Thursday, January 27, 2011

Voter ID bill doesn't go far enough in suppressing voters

Posted by Chris Haire on Thu, Jan 27, 2011 at 4:07 PM

The Right wants you to believe that the current system of voting is in danger of being manipulated by voter fraud. According to them, the Democrats will send an army of impostors to cast their votes on Election Day, tipping any and all elections in the Democratic Party's favor.

It's preposterous scenario, one that reeks of the GOP's doomsday paranoia.

The Left wants you to believe that if a Voter ID bill is signed into law — and yesterday's passage of the Voter ID bill by the state House of Representatives indicates that it's quite likely it will — then a whole host of voters will be disenfranchised, from senior citizens to college students to nurses who work 12-hour shifts to people who are balding. Or so says a press release that was sent out by George Tempel, executive chair Charleston County Democratic Party. (I'll post the email at the bottom of this rant.)

It's an equally paranoid and preposterous supposition.

The truth is, ladies and gentlemen, the Voter ID bill doesn't go far enough.

In fact, it's time we started employing stricter standards.

And for starters, we can start with the jackasses that spread either one of these bogus claims and the people who believe them.

If we do that, then maybe, just maybe, we can actually help change this great nation of ours for the better.

Here's the email from the Charleston Dems:

Charleston County Democratic Party
Call to Action: Voter Reform Bills in the House and Senate
URGENT RESPONSE NEEDED FROM VOTERS

Please read this letter to our legislators regarding
the Voter Reform bills in the House and Senate
then...
Call your Legislators on TUESDAY or until you reach them.
(phone lists and talking points are given below)

TO OUR LEGISLATORS:

We are deeply concerned that you are about to make it much harder for your constituents to vote. The Assembly and Senate go about it in different ways, but the result is the same: your constituents will have long delays and difficulties in voting. And some might have it worse than others:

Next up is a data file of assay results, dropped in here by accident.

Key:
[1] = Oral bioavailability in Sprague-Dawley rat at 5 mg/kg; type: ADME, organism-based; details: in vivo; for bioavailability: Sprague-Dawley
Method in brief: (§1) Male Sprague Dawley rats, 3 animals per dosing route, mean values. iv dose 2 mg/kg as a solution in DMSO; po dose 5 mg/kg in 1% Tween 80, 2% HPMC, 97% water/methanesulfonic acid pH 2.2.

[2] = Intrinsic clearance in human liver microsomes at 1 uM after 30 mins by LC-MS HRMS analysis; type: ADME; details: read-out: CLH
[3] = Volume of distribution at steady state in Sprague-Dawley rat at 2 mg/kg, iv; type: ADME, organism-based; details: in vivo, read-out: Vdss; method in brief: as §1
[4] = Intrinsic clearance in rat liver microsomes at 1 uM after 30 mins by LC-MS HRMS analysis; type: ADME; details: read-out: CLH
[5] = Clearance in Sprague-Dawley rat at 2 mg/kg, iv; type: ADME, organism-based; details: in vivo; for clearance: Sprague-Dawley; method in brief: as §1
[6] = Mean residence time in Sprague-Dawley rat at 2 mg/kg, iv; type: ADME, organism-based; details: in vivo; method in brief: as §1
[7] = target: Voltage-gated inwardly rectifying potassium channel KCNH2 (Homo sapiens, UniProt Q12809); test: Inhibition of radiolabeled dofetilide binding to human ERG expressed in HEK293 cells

· Students can't use their student IDs as identification [both bills]. And if they want to vote absentee from their parents' address, they'll have to think ahead or write. Parents can't ask that an application be sent to their children [H.3003].

· Senior citizens won't be able to vote absentee any more - unless they're out of town on Election Day. The same goes for jurors, people caring for the sick or disabled, government employees, or voters with a death in the family [S.1].

· Those without a driver's license (178,175 registered voters) will have to get a photo ID from DMV to vote. Oh wait; they can't drive there, can they? Tough! [both bills]

· Voters who have lost hair, changed hair color, gone grey, lost or gained weight since their ID photo was taken may be stopped at the polls, made to vote provisionally, and have to prove to the Board of Elections that they're who they say are [both bills].

· Nurses with 12-hour shifts who are working Election Day wll have to get a busy supervisor to certify it before they can vote absentee. Good luck with that. The same goes for anyone else who works long hours [S.1].

· Voters with complicated lives - didn't change their driver's license when they moved, registered a boat at their summer house, have their mail sent to the office - may be challenged at the polls and have to go to a hearing to prove that they live where they say they do [both bills].

· All voters will be delayed. Poll managers will have to look at the voter, look at their ID picture, look at the voter again [both bills]. Then they'll have to turn the voting book around to compare the voter's signature with the ID signature [H.3003]. While everyone waits and waits.

We support "no excuse" early voting at up to three voting centers in S.1, but strongly oppose the extreme limits on absentee voting in the bill. H.3003 doesn't have early voting, but it drops all the limiting reasons for voting absentee, which we support.

But both bills will cost the state and counties lots of money, and both of them will make it harder for people to vote. Is that what you want to inflict on voters all over the state?

We petition you to respect the people who elected you, and reject the provisions in these bills which will make it much harder for constituents to vote. You may have certain voters in mind with these bills, but the effects will be random, and will result in chaos at the polls and a whole lot of angry constituents. Those who manage to vote despite the obstacles will not forget.

Tags: , ,


Comments (16)

Showing 1-16 of 16

Add a comment

 
Subscribe to this thread:
Showing 1-16 of 16

Add a comment

Powered by Foundation   © Copyright 2016, Charleston City Paper   RSS